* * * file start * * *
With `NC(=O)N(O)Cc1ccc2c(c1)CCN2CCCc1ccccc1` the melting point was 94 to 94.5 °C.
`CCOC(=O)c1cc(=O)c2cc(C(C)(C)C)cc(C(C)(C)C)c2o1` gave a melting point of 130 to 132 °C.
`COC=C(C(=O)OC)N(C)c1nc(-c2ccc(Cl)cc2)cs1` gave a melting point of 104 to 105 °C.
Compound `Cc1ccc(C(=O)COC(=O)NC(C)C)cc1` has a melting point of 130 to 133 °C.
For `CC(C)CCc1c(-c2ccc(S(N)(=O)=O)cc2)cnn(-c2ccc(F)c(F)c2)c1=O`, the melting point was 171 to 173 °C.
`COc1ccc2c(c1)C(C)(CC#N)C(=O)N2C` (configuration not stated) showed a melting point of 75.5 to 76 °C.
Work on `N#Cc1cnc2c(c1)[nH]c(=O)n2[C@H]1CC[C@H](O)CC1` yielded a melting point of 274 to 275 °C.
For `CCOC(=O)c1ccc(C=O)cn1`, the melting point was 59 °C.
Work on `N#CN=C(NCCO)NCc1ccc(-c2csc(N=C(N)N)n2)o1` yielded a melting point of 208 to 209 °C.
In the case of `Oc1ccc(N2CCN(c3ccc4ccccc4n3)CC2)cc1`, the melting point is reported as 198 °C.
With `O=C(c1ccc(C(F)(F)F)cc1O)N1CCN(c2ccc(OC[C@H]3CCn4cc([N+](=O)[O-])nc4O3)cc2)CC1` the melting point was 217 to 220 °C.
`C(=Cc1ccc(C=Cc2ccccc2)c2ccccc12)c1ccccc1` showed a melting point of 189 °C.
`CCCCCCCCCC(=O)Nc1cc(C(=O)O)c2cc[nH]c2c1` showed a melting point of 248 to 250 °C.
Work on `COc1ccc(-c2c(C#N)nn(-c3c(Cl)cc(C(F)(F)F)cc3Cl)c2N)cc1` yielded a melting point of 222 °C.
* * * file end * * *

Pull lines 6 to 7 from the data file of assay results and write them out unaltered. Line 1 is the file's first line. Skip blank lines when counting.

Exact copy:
`COc1ccc2c(c1)C(C)(CC#N)C(=O)N2C` (configuration not stated) showed a melting point of 75.5 to 76 °C.
Work on `N#Cc1cnc2c(c1)[nH]c(=O)n2[C@H]1CC[C@H](O)CC1` yielded a melting point of 274 to 275 °C.